The following strategic growth areas (SGA) have been defined as important research areas on the agenda.
The aim of the SGA's is to conduct excellent research, to facilitate knowledge exchange and to integrate the researchers in large funding applications with colleagues from the department as well as with national and international partners.
The list of strategic growth areas should not be considered static, but can be changed depending on the research agenda at the societal level, as well as on the research environment in the department. Presently eight strategic growth areas have been chosen for further development and growth.
Atmospheric pollution is the main environmental factor impacting human health.
The overall research goal of the SGA for Atmospheric Pollution and Human Health is to provide new knowledge that can contribute to fill a substantial knowledge gap on human health effects related to airborne particle pollution. The SGA makes use of state-of-the-art tools for measuring and modelling human exposure to air pollution and combines these with registry data on health effects. The modelling tools are applied for mapping health effects and linking these to socio-economic costs for the society.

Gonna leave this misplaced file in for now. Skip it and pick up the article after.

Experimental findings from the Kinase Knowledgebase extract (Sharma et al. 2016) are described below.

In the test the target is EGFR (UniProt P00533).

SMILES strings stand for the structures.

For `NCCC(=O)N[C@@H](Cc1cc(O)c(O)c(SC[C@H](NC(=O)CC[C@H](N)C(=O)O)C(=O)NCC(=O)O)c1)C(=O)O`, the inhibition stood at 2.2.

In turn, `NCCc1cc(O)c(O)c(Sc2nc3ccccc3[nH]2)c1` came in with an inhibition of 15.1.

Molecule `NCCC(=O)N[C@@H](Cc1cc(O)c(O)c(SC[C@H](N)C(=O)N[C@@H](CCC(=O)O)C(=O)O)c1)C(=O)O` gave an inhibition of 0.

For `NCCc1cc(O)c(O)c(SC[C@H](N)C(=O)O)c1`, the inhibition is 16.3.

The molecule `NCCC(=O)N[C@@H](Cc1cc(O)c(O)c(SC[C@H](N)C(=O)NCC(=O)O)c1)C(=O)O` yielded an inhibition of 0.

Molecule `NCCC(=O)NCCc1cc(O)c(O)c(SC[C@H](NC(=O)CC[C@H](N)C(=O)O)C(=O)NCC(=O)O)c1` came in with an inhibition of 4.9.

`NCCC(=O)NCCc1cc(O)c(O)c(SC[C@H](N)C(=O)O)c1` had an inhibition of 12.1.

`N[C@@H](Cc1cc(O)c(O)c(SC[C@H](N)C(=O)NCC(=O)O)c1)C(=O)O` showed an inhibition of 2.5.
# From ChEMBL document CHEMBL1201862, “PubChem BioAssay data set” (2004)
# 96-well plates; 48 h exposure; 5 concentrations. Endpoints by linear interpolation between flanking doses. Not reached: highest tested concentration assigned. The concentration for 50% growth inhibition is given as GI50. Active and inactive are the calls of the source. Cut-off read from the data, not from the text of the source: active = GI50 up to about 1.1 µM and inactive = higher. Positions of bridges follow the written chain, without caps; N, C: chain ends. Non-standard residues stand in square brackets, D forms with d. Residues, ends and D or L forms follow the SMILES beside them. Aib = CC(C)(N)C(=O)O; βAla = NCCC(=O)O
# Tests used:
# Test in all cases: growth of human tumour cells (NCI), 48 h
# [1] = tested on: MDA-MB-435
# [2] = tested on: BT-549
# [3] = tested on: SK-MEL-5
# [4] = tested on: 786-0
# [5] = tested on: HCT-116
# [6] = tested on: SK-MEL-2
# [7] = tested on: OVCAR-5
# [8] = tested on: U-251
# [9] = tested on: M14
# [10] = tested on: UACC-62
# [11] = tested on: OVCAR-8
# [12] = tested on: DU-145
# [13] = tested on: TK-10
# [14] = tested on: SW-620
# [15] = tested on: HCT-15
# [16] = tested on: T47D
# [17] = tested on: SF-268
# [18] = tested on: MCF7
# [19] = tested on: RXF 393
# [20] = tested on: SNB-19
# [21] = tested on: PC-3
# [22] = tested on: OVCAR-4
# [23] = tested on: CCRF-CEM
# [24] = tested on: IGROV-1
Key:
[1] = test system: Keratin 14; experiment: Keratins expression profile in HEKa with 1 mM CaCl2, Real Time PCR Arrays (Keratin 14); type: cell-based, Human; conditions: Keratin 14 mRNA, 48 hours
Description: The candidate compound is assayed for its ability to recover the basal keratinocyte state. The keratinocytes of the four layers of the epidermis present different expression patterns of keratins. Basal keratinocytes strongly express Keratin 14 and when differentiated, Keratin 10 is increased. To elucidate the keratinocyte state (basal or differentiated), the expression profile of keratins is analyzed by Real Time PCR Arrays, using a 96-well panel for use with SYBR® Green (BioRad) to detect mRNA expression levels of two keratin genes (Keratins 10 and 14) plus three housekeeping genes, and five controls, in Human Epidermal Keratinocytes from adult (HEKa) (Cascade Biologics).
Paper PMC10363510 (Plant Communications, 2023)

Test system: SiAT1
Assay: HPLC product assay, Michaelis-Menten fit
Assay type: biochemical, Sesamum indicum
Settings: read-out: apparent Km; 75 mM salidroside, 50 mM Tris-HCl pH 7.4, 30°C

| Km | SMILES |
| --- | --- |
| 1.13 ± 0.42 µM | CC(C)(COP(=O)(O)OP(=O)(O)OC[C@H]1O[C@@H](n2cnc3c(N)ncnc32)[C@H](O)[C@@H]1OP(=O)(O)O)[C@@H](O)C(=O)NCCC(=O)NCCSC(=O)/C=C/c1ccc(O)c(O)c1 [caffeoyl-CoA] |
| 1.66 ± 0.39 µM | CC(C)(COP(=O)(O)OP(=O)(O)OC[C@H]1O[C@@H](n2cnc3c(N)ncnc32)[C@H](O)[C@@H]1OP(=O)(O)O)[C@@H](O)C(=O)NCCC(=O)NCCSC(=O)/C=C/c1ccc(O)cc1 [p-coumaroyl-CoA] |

Atmospheric pollution is the main environmental factor impacting human Health. Home page for the SGA.
Climate change mitigation through agreements on regulation of greenhouse gas emissions is an important research area at the Department of Environmental Science. Parts of this research comprise tax and quota regulation, and emphasis is also on the synergies and conflicts that can emerge between greenhouse gas regulation and other policy areas. Also climate change adaptation is an increasingly important research area, including research in optimal adaptation and concrete everyday practices and solutions, in cities as well as in rural environments.
Climate change, mitigation and adaptation. Homepage for the SGA.
Based on the strength of research in environmental microbial genomics, the Department of Environmental Science aims to establish key competences and bioinformatics pipelines for studying different environmental DNA. This will integrate and generate sequencing data from different environments. The research will be used broadly at the Faculty of Science and Technology at Aarhus University (AU-ST) to generate knowledge concerning biodiversity, invasive species, climate change effects and anthropogenic effects in general.
Environmental DNA. Home page for the SGA.
The Danish spatial data on land use are unique and have provided opportunities to develop integrated spatial models at fine spatial scales, both at Department of Environmental Science as well as in cooperation with national and international partners. Specific focus is on the modelling of ecosystem services as well as modelling and analysis of costs and efficiency of environmental regulation. Management of land and agriculture, water pollution and water resources, nature protection as well as climate and greenhouse gas regulation, have so far been in focus for the modelling efforts.